In terms of structure the third part half fullfils a promise made to the reader. That promise being made is that the case will be solved. When I saw structure I’m referring to Orson Scott Card’s M.I.C.E. Quotient. For more information you can read How to write Science Fiction and Fantasy or check out a Writing Excuses podcast on the subject.
This story being primarily a mystery means that it’s an event story. Of course the first scenes we get are about the characters. The “C” in “M.I.C.E.”
Mary Robinette Kowal talks about how this quotient is like html code. The code for The New York Crimes might look something like this:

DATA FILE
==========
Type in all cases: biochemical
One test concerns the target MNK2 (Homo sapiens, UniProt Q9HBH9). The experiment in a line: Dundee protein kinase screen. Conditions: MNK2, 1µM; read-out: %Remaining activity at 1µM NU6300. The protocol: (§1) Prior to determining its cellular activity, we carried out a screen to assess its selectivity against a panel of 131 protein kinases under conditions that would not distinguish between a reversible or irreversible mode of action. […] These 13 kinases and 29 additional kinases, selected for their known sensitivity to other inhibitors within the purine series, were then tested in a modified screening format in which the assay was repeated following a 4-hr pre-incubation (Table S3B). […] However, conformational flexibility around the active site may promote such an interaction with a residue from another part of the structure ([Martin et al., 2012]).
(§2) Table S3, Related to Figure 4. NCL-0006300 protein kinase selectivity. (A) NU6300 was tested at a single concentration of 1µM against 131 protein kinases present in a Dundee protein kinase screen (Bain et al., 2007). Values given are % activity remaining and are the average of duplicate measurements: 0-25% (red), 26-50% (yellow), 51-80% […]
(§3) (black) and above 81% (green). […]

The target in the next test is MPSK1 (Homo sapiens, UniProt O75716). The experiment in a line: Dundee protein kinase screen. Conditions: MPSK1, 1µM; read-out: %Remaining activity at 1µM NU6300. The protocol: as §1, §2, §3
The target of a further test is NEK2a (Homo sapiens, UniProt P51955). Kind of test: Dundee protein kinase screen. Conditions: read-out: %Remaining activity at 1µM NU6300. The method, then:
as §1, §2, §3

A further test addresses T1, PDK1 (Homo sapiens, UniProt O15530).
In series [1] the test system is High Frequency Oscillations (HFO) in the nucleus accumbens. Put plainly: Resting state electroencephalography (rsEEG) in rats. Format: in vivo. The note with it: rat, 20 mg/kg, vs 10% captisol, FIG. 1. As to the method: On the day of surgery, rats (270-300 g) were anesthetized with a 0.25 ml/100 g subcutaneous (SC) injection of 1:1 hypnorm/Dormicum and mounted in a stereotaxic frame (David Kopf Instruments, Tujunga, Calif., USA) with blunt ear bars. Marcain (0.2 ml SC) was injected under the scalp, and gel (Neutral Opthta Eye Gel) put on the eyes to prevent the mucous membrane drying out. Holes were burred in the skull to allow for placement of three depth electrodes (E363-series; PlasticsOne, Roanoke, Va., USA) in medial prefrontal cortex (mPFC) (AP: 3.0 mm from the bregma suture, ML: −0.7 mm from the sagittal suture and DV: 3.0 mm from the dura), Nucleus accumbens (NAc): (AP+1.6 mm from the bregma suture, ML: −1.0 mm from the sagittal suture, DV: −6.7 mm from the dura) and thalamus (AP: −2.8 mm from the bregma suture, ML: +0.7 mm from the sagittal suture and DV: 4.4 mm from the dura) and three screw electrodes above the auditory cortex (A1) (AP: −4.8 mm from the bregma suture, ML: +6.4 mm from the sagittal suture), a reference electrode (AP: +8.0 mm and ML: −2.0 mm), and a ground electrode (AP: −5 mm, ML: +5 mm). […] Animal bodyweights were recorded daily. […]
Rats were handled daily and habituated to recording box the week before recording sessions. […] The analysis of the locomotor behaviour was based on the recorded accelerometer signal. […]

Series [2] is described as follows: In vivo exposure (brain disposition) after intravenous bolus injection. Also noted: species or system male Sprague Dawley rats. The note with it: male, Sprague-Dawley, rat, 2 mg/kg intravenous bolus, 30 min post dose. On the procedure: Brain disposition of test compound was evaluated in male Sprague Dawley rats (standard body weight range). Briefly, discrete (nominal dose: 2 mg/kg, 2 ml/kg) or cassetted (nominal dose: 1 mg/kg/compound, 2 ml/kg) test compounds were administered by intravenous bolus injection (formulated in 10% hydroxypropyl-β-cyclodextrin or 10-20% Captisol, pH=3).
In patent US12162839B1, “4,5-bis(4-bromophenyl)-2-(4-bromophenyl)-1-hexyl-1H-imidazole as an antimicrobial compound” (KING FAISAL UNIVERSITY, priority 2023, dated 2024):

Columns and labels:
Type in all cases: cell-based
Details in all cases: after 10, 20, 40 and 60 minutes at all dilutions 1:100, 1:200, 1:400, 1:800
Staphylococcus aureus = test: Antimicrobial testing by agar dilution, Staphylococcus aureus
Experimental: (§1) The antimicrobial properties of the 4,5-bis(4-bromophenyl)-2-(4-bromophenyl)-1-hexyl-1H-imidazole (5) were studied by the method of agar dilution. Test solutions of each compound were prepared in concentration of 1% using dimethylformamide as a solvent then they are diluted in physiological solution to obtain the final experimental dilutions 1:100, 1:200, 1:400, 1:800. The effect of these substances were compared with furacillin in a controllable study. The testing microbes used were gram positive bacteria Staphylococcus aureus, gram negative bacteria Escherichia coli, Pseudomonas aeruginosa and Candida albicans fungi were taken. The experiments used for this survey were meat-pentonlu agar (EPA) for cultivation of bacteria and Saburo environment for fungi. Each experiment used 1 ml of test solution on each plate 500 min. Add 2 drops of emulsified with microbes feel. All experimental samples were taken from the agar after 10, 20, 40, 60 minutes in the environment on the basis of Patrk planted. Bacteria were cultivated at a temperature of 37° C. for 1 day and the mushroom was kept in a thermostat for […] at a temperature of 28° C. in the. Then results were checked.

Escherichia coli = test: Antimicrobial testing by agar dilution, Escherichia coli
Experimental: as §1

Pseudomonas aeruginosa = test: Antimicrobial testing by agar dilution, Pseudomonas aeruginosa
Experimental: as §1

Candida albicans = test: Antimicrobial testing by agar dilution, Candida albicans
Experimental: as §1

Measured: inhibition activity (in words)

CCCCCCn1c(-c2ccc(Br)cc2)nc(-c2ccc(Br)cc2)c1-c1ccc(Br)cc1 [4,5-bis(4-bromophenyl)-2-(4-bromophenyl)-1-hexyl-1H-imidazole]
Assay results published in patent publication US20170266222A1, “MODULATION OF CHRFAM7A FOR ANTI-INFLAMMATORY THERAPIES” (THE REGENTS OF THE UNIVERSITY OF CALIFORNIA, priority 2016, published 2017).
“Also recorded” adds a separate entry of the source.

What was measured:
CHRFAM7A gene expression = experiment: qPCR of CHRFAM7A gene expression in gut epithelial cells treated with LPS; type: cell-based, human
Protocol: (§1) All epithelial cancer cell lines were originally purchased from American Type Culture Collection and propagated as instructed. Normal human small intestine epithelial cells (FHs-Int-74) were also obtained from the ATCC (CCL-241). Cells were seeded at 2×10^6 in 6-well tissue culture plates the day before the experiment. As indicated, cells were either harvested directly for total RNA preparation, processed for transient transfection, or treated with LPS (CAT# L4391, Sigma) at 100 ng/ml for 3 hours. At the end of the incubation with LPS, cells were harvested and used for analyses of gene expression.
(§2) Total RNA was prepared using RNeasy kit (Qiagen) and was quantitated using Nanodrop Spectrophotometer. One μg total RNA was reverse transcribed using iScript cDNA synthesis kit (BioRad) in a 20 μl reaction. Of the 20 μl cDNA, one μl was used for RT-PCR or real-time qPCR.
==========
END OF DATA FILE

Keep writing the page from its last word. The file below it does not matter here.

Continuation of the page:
A crude example, but I hope it gets the message across. Anyway the reason I bring this up is because the fulfillment of the “idea” aspect seemed tacked on. I’m glad the writer didn’t skip it entirely. It would be like never finding out who the murderer is in a classic whodunit story. This is a problem that The Dark Knight Rises has with its villain. People who have seen the movie probably know what I’m talking about, so I won’t go into any detail for spoiler reasons.
The cliffhanger ending works as we wrapped up the idea aspect and now, based on the final scene at the bar, in the next part we will be wrapping up the character aspect.